Late Sunday morning, Penchom Tang and Kingkorn Narinthon Na Ayutthaya- Thai Working Group for Climate Justice colleagues ask me to assist in transporting Thai community leaders to Climate Justice Now’s “Hit the Production” action. As the global shipping industry is at the heart of capitalism, a key symbol of an industrial System based on growth and the use of fossil fuels, the “Hit the Production” action will target the harbour with a mass blockade.
“Sure,” I replied.
Later, the plan is abandoned because it is too dangerous, and arrests of Thai community members are possible. Furthermore, none of them are capable of preparing to be outside in extremely cold weather. Thai community leaders will then meet with Thailand’s Environment Minister, Khun Suvit Khunkitti, who is already in town before Prime Minister Abhisit Vejjajiva arrives.
Thai civil society representatives met with PM Abhisit in Bangkok previously and have already submitted recommendations on the Thai Government’s positions toward the Copenhagen climate summit, as well as related national policy formulation. The truth is that the outcome of the Copenhagen climate change negotiations will increase the burden on Thailand, Thai citizens, and the community to deal with the climate crisis that is already occurring due to ill-advised policy.
Our meeting place is the Klima Forum. I walk to the Marriott Hotel, where the Environment Minister is staying, with 7 community leaders from the Northern, Eastern, North-eastern, Central, and Southern parts of Thailand, as well as 5 Thai activists. We greet and communicate with him in the hotel lobby. The main topic of discussion has been the Thai government’s position in relation to the outcome of the negotiations here in Copenhagen.
“We are aware that our recommendation paper will not be recognised, despite the fact that it has already been delivered directly to the Prime Minister. To ensure that our voices are heard, it was a good idea to contact Khun Suvit, and it would be even better if we could meet with PM Abhisit here,” said a Thai community leaders.
According to the summary outcome of the Thai Cabinet meeting on mitigation on the 10th of November 2009, Thailand is standing for 1) “legally binding commitment” for developed countries based on economic-wide reduction commitment for second commitment period (2013-1017) and by 2020 taking into account historical responsibility, national capacity in measurable, reportable, and verifiable manner. 2) “Nationally Appropriate Mitigation Action” for developing countries on a voluntary basis, with financial flow, technology transfer, and capacity building supported by developed countries.
Thailand has clearly expressed a desire to keep the spirit of Kyoto alive. However, it is a big question mark because negotiations are moving slowly and some controversies are being raised here in Copenhagen, such as proposals to allow money from the Clean Development Mechanism (CDM) to be used for nuclear power and carbon capture and storage (CCS). These controversies persisted even among the G77 group.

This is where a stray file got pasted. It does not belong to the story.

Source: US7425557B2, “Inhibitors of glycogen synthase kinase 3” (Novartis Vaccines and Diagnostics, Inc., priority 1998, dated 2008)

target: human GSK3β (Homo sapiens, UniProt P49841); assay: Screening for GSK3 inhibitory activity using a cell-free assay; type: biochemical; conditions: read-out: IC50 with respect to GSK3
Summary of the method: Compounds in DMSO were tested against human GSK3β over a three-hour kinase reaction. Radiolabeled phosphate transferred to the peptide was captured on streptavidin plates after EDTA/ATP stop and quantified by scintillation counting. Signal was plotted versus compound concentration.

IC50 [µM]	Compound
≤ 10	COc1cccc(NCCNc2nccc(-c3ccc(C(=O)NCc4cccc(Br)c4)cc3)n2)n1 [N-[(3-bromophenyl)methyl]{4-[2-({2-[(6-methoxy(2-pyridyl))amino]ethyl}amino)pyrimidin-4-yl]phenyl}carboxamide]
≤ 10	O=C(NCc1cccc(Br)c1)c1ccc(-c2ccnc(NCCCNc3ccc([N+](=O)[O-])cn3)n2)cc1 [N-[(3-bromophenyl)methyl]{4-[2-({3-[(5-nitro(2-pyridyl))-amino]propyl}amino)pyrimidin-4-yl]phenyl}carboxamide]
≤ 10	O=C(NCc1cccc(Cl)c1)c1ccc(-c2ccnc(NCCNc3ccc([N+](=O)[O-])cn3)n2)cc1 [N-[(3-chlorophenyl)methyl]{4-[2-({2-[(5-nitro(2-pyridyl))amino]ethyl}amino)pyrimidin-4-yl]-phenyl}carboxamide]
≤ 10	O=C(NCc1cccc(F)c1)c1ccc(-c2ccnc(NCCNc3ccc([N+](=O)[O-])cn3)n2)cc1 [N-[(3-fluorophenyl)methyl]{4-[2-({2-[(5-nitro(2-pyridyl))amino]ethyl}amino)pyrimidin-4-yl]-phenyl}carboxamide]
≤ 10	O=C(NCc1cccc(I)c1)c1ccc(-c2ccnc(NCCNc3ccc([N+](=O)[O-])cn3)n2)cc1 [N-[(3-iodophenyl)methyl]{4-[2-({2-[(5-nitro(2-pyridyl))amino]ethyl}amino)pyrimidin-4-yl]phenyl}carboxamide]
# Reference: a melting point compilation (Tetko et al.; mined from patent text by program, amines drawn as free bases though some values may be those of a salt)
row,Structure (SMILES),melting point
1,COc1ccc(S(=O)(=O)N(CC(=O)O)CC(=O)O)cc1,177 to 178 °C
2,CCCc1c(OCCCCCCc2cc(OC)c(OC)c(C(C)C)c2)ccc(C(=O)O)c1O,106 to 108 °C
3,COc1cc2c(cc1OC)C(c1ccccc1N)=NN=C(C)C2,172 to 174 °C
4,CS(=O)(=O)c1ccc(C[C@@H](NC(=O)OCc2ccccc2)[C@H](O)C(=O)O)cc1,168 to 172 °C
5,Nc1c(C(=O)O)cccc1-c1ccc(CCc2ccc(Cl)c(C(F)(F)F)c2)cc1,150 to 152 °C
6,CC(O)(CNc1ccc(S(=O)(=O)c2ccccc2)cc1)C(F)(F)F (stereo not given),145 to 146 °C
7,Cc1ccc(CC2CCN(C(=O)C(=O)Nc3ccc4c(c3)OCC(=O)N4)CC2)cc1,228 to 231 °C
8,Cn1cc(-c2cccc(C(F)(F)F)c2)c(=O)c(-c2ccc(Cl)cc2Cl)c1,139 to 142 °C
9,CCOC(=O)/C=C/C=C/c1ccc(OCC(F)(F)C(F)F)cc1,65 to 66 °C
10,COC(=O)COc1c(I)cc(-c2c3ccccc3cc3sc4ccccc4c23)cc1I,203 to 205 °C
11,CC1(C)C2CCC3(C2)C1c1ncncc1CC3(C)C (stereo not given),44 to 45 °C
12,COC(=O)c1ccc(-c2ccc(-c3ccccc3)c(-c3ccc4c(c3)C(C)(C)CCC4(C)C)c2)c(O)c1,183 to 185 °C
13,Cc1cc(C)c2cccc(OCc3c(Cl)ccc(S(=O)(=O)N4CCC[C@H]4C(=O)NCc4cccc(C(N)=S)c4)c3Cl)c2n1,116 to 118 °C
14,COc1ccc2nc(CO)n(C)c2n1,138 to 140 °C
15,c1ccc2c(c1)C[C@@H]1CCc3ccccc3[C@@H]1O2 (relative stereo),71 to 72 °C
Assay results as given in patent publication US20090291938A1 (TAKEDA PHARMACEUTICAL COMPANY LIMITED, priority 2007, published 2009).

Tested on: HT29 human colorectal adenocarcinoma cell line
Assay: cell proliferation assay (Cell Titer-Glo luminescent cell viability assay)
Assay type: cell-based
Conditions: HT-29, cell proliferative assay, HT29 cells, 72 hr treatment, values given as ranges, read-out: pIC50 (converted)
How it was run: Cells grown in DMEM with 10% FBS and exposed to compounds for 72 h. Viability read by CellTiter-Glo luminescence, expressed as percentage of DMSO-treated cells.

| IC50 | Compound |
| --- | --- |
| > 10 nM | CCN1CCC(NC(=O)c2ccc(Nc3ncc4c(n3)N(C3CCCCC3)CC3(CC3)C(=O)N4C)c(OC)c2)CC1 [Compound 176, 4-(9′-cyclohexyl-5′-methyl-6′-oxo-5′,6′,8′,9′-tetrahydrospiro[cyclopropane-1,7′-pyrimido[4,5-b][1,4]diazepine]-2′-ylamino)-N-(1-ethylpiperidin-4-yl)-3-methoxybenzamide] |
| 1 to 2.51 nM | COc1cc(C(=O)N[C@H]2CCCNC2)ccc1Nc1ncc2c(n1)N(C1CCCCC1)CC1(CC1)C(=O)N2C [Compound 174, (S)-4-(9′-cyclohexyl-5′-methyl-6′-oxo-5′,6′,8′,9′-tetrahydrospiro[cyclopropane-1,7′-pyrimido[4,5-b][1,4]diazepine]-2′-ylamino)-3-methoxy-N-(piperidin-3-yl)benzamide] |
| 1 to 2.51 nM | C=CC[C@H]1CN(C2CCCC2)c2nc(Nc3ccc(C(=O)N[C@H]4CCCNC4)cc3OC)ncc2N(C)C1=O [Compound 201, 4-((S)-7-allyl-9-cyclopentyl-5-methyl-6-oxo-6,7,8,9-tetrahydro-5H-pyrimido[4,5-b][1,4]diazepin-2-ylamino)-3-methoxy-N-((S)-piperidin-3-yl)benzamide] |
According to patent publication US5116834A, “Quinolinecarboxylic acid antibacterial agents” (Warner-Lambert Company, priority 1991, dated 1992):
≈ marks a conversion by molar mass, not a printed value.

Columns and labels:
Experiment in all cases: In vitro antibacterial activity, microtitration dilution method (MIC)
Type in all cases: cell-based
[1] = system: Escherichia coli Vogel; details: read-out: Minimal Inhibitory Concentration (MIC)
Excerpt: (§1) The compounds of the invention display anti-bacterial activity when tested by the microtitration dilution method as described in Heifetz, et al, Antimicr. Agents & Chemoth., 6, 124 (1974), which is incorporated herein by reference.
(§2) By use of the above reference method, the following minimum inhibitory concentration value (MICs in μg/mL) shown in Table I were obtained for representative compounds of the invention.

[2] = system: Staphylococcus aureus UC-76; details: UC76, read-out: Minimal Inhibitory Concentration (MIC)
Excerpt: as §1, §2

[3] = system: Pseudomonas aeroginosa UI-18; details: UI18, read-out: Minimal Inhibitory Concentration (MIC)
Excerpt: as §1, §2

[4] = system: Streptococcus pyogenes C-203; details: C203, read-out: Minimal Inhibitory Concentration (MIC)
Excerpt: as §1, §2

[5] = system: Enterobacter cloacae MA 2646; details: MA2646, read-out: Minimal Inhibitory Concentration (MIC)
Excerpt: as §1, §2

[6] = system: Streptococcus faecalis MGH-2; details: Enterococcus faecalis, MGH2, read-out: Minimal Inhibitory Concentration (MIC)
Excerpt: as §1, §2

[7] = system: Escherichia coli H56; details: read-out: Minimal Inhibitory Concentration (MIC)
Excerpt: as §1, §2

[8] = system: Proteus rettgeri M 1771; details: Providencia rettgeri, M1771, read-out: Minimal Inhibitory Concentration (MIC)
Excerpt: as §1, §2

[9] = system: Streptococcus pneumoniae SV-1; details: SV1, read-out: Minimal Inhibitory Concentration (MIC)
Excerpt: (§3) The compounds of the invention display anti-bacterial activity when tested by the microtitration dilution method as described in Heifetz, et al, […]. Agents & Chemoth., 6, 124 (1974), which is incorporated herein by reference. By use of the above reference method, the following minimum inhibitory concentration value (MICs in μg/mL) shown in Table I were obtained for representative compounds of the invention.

According to the Thai Negotiating Team, some delegates are from industry (the Federation of Thai Industry and the Thai Petroleum Authority), and civil society has frequently raised the issue of participatory process in this regard. How does Thailand’s industry fit in? How about the civil society? The answer we have is that because industry is a key stakeholder, they must play a key role in climate negotiations.
Isn’t it true that all multilateral environmental agreement negotiations should be for the benefit of the entire country and its people, not for corporate greed?
At COP15, I learn how the negotiation process works and how important civil society participation in all aspects is in keeping our own government and politicians on track. The more open the debate over climate change becomes among ordinary Thais, the better the Thai negotiating team will be able to deliver in a more transparent and democratic manner.
The beginning of the second week of negotiations reveals that a large number of INGOs/NGOs will be denied access to the Bella Center. Several thousand NGOs and civil society members are viewed as too disruptive to the UNFCCC negotiation process.
Following the withdrawal of developing countries led by the African group, word spread throughout the centre. Combined with a suspension imposed by the Pacific island nation of Tuvalu, which insists on full debate of proposals to amend the UN Climate Convention and the Kyoto Protocol.
“It has become clear that the Danish presidency is advancing developed-country interests at the expense of the balance of obligations between developed and developing countries. According to BBC news, “the mistake they are making now has reached levels that cannot be tolerated from a president who is supposed to be acting and shepherding the process on behalf of all parties.”
I pass through the area where Environment Minister Suvit Khunkitti is standing with the rest of his team and am greeted by one of his advisors. According to a Thai NGOs activists, he is also walking out and supporting the African group’s position.
This is supposed to be my last bit to track the Thai negotiating team from within. I’m pretty sure I’m not going to get the second badge. I speak with Yuyun Greenpeace’s Southeast Asian political team, and he smiles, “I am more than happy not to get the second badge, I want to get out of here!!!”